Even neutral palettes can achieve full-spectrum harmony, using soft neutrals as background with small amounts of color accents ranging from blues to reds represented in art, upholstery, plants, or other accessories. If the color palette does not support the desired experience, the area will not support healing.
The second [P] is placement. Where do you use color? Do you use it on the walls, furnishing, floors, art and accessories? Absolutely, we color in all these areas. This is where color planning becomes essential. Again returning to our inspirational image we can evaluate how nature places color. Look at a quiet pond, and see the lotus flower, the dragonfly, the sunlight filtering through the reeds. The aqua pond becomes the background color, with the creamy flower becoming the primary accent, the purple dragonfly becomes the tertiary accent, which can locate purple in artwork and/or furnishings. Look closely at the placement of these components. How does the color of the lotus overlay the primary color of the pond? This can help locate the placement of an aqua color floor with the counterpoint of creamy walls. Analysis of how colors are placed in nature can provide the philosophy for locating color in your healing environment.
The third [P] is percentage. How much color do you use? Healing environments play with percentages by combining intensities. Like bees and butterflies the attraction is to a specific color not range of hues. Yet when we observe a field of wildflowers our attraction is the overall ranges of colors in our field of vision, therefore, the most vivid tones do not compete for our attention, and instead they are all individually bright. This is due to the percentage and intensity of the hue. Again using the inspirational image, observe the percentages of the hues. Typically we are attracted to bright hues only when they juxtaposed against softer hues. Just as in nature, if you use full spectrum of color the intense hues will not come off as busy, but rather as calming and balanced. In healing environments no single color should be conspicuous by its presence or absence.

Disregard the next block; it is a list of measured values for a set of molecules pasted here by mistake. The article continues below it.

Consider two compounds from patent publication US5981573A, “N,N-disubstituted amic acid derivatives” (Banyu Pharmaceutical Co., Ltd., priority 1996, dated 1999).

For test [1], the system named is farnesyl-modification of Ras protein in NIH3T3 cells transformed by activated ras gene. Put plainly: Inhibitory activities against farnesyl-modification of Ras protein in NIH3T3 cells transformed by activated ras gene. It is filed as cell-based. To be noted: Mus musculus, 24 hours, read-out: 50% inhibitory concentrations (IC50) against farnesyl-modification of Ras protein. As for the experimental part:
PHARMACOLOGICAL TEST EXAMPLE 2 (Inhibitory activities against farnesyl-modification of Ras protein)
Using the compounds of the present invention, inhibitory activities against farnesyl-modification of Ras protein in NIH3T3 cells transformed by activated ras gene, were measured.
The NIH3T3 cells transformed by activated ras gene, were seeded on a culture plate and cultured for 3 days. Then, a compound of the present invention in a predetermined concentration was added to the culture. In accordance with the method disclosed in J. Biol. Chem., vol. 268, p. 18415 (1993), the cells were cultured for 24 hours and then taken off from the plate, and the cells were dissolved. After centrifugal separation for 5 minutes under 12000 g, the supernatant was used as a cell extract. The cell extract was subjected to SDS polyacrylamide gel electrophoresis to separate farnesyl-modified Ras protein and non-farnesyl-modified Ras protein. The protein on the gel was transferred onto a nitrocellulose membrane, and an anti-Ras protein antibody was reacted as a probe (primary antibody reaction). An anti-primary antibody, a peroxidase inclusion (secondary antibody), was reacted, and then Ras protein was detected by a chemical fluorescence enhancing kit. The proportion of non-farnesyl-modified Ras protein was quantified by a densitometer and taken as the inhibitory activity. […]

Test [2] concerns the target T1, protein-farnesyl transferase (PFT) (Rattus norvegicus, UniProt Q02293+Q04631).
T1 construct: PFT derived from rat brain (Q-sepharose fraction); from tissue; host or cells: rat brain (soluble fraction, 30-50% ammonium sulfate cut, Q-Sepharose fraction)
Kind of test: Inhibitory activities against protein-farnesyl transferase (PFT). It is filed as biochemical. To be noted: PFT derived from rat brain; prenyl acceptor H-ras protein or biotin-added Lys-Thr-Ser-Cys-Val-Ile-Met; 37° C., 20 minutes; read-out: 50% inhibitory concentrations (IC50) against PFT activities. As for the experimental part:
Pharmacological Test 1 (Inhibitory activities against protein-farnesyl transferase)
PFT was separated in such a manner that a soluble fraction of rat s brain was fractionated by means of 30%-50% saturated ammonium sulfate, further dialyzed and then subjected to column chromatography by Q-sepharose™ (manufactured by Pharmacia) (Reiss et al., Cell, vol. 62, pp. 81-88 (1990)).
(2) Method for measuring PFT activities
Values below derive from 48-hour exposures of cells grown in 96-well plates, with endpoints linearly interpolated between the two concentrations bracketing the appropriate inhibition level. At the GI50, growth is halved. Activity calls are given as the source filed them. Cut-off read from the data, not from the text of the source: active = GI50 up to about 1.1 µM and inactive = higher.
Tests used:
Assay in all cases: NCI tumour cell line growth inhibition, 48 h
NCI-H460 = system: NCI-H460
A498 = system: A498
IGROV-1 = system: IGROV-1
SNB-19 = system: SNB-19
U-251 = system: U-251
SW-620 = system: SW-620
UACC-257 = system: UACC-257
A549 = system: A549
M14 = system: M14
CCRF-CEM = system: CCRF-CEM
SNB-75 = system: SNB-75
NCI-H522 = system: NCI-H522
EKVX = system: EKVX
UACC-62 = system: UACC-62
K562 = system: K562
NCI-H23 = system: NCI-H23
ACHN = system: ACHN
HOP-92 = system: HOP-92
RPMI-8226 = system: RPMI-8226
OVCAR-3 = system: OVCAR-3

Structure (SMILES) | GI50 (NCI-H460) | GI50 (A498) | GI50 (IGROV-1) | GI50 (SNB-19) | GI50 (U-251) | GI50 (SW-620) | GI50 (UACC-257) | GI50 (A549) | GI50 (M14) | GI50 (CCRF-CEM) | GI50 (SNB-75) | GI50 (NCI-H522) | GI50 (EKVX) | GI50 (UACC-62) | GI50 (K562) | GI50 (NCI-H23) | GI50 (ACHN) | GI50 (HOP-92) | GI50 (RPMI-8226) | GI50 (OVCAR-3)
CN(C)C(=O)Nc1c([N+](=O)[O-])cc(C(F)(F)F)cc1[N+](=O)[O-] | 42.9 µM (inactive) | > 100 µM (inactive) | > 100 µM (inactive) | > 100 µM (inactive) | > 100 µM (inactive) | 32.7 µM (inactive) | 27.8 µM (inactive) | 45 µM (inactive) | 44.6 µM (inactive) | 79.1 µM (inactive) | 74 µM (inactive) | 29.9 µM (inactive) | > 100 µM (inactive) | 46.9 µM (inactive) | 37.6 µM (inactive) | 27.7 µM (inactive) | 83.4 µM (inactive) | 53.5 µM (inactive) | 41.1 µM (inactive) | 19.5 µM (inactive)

While we know there is no "bad" color or right color, palettes can be counterproductive within healing environments; but they can also support healing. Designer can achieve a healing environment with color. The following checklist may be helpful in color planning for healing environments:
• Start with an inspirational image from nature
• Start from the outside in integrating the site, building and interiors to the color plan
• Use full spectrum palettes, avoiding monochromatic schemes
• Look to nature to develop color palettes
• Consider how your color palette is experienced with adjacent palettes
• Relate the function of the area or room with the color palette
• Know the color temperature requirements of the area - should it be warm or cool, relaxing or stimulating
• Choose the lighting to support the color palette
• Evaluate your palette under the color temperature of the lighting
• Maximize the use of natural light
• Consider the reflection factor on skin tones - stronger tones distort skin tone
• Develop a palette that is comfortable to the local setting
• Incorporate color from permanent and structural elements into your color planning
• Avoid the use of fashion trends palettes
• Consider the placement of color specifically, in the locating of dark or bright hues
• Consider the percentage of each color
• Consider the entire palette as the experience of the space
• Take care that no single color is conspicuous by its presence or absence.
• Remember: color matters
Building Palettes of Materials
Healthcare design creates color palettes with materials from flooring, wall finish, millwork, furnishings and art. Palettes as found in nature are essential components in healing environments. These typically include blues and aqua from the water group, greens from the plant group, rust and reds from the fire group, purples from the mineral group and neutrals representing the earth. The healing palette is varied in texture. It is also diverse in a compatible scale as exhibited in fractals. It requires materials that work together to accomplish the palette, placement and percentage of colors. It is a skill that nature has mastered, and we admire. Healing gardens are nature's inspiration for healing spaces and places. We can look to her for inspiration of beautiful palettes. Like gardens, the healing palette can provide the focus of verdant plants, the serenity of tranquil water, enchantment of colorful fish and birds, the balance of rocks and the sparkle of minerals. Color and design inspired by nature can provide beauty to help mitigate stress and lead toward recovery of health.
Huelat Parimucha Ltd. / Healing Design
635 South Fairfax Street
Alexandria, Virginia 22314